Irish ministers have unanimously approved a referendum to be held by the end of May. Its purpose is to repeal the country’s Eighth Amendment, which prevents abortion.
The Irish Independent reports that a unanimous decision has been reached by Irish ministers to hold a referendum on the repeal of article 40.3.3 of the Irish Constitution, which gives the unborn and the mother an equal right to life.
The cabinet held a four-hour meeting on January 29. During this meeting, the ministers agreed to hold an abortion referendum by the end of May and stated their plans to establish a Referendum Commission. The wording of the referendum will ask voters to “Repeal and Enable.”
Different views were expressed on how best to organize and run the referendum, but it was eventually decided that an all-party committee overseeing the referendum was the best choice.
Health Minister Simon Harris was given permission by the ministers to begin work on legislation that would see unrestricted abortion up to 12 weeks allowed in Ireland; however, a source indicated that this could be a topic for discussion at another time.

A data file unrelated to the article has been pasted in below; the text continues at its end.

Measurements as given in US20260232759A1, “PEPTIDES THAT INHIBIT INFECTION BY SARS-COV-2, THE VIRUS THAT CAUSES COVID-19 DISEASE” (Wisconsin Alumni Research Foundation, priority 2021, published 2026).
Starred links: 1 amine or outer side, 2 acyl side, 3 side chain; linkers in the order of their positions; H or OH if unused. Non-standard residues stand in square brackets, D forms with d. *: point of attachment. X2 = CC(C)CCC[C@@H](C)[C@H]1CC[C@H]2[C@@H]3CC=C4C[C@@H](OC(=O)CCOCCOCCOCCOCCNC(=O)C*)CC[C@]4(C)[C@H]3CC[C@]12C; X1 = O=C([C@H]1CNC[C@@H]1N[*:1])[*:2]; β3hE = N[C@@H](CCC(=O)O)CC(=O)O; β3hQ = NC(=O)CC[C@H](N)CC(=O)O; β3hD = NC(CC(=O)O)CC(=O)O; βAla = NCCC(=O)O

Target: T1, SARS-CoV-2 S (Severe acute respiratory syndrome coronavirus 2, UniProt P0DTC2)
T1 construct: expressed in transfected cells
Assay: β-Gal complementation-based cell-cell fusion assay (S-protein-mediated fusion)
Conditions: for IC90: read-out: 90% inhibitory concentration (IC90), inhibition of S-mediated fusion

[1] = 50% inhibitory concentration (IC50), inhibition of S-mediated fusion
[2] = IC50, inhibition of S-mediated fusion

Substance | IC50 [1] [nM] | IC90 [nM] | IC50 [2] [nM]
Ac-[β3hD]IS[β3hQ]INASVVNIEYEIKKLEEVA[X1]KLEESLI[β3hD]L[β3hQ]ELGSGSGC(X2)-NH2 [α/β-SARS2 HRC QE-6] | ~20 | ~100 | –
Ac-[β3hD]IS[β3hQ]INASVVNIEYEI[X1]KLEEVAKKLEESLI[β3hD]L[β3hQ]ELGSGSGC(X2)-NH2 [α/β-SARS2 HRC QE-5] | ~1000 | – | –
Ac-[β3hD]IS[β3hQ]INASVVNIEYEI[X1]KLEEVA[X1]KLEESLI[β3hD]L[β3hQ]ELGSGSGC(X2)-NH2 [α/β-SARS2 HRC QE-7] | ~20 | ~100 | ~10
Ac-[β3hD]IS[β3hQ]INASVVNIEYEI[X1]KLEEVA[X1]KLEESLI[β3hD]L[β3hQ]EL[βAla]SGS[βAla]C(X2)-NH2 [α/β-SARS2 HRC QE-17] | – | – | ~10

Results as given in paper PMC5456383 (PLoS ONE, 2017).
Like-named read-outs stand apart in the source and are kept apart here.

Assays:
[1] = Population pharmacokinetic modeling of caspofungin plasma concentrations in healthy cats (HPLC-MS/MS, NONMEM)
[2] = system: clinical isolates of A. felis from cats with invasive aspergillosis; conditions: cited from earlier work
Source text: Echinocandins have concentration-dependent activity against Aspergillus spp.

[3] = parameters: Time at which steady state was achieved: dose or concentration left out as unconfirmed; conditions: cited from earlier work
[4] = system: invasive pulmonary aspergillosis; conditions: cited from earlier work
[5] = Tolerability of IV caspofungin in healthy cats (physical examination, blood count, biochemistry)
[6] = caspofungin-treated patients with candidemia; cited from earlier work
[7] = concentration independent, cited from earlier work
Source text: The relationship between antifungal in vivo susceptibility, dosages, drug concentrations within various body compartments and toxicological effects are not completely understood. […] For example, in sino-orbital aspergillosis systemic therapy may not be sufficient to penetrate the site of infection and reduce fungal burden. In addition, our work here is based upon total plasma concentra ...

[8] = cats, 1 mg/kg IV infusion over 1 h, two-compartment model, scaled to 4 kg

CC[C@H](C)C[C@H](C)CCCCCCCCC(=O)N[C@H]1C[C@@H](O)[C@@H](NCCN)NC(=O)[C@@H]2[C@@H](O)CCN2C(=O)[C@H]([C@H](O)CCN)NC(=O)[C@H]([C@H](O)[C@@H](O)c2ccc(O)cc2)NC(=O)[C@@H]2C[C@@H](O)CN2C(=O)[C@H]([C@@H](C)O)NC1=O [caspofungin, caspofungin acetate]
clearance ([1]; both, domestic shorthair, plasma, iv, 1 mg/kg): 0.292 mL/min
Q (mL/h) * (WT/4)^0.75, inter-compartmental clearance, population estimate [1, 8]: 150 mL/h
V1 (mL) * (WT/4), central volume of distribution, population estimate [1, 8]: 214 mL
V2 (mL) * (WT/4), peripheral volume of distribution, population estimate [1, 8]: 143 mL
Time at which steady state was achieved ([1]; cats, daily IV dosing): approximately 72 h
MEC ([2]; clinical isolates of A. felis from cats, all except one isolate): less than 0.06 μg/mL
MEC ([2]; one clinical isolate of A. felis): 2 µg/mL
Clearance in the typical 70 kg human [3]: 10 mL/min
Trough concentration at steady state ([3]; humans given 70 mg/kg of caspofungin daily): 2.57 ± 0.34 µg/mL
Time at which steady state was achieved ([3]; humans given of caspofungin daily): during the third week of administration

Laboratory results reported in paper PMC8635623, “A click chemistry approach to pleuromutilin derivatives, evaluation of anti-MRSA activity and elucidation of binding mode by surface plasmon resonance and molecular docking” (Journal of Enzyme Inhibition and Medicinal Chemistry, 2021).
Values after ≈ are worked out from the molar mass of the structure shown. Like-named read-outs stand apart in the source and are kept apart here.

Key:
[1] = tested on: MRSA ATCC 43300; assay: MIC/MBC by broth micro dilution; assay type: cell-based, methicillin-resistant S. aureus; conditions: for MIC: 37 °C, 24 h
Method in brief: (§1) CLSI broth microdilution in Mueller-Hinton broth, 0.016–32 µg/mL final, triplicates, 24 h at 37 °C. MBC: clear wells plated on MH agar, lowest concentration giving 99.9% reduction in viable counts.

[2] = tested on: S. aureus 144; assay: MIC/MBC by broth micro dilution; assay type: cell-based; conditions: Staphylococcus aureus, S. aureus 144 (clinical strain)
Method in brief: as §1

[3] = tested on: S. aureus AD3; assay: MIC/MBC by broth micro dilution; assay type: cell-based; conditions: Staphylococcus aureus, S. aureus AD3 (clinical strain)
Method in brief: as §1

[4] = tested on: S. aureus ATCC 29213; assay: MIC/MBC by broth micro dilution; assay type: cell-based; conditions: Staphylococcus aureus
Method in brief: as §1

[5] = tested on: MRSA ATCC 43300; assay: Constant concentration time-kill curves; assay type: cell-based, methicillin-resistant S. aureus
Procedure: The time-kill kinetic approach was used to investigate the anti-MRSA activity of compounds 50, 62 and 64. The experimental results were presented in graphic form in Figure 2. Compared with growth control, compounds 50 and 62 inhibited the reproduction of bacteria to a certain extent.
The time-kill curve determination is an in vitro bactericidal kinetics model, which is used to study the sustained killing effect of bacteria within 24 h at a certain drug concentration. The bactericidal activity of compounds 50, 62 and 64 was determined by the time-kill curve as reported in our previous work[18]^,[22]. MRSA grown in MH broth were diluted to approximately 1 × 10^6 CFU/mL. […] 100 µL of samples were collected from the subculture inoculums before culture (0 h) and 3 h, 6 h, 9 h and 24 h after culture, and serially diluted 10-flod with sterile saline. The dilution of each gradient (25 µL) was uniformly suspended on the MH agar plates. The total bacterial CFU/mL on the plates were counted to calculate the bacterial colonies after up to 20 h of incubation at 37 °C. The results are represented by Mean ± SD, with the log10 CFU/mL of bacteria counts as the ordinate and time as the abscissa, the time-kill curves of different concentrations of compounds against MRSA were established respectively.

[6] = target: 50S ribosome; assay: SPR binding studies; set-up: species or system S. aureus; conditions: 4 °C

Irish Taoiseach Leo Varadkar said that it was time to stop “criminalising and stigmatising” Irish women who wanted an abortion. Varadkar stated that the referendum decision was difficult but that the “decision is now in our hands.”
Varadkar argued that abortions are already happening in Ireland regardless of the Eighth Amendment but are being performed in an “unsafe, unregulated and unlawful,” way. He stated, “If the referendum is passed, a doctor-led, safe and legal system for the termination of pregnancy will be introduced.”
Varadkar stated that every year, thousands of women travel from Ireland to the United Kingdom for abortions, or they simply purchase an abortion pill online. The taoiseach stated, “We cannot continue to export our problems and import our solutions.”
He continued to say that the Irish government wanted to “show empathy and compassion,” and if a referendum is passed, “abortion in Ireland will become safe, legal and rare in the situation provided for by the Oireachtas.”